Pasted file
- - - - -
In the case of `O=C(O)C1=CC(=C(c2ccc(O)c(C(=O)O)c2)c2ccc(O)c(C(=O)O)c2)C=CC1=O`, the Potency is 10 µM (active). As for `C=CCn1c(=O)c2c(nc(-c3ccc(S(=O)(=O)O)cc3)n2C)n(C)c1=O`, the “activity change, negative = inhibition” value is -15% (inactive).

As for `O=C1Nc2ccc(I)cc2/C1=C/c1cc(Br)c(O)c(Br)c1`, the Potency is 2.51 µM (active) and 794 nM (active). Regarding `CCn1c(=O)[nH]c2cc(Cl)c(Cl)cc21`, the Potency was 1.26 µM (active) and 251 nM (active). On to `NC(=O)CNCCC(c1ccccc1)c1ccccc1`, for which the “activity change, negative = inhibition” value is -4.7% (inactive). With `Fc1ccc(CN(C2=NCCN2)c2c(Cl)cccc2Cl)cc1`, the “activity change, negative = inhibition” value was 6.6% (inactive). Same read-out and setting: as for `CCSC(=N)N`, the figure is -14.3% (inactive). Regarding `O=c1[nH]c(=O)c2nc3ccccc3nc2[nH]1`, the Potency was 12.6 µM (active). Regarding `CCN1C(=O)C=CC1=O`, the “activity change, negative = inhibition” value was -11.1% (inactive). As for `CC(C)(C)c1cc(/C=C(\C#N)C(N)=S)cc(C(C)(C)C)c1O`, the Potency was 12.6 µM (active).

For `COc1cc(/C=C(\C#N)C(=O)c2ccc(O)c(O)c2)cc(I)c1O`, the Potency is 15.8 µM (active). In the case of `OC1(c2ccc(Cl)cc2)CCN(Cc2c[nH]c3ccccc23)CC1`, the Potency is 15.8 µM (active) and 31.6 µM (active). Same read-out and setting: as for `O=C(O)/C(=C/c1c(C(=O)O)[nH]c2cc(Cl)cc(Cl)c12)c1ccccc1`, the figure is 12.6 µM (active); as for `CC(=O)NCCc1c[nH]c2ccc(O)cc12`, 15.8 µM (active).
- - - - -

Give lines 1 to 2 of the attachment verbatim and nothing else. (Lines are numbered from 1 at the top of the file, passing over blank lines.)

In the case of `O=C(O)C1=CC(=C(c2ccc(O)c(C(=O)O)c2)c2ccc(O)c(C(=O)O)c2)C=CC1=O`, the Potency is 10 µM (active). As for `C=CCn1c(=O)c2c(nc(-c3ccc(S(=O)(=O)O)cc3)n2C)n(C)c1=O`, the “activity change, negative = inhibition” value is -15% (inactive).

As for `O=C1Nc2ccc(I)cc2/C1=C/c1cc(Br)c(O)c(Br)c1`, the Potency is 2.51 µM (active) and 794 nM (active). Regarding `CCn1c(=O)[nH]c2cc(Cl)c(Cl)cc21`, the Potency was 1.26 µM (active) and 251 nM (active). On to `NC(=O)CNCCC(c1ccccc1)c1ccccc1`, for which the “activity change, negative = inhibition” value is -4.7% (inactive). With `Fc1ccc(CN(C2=NCCN2)c2c(Cl)cccc2Cl)cc1`, the “activity change, negative = inhibition” value was 6.6% (inactive). Same read-out and setting: as for `CCSC(=N)N`, the figure is -14.3% (inactive). Regarding `O=c1[nH]c(=O)c2nc3ccccc3nc2[nH]1`, the Potency was 12.6 µM (active). Regarding `CCN1C(=O)C=CC1=O`, the “activity change, negative = inhibition” value was -11.1% (inactive). As for `CC(C)(C)c1cc(/C=C(\C#N)C(N)=S)cc(C(C)(C)C)c1O`, the Potency was 12.6 µM (active).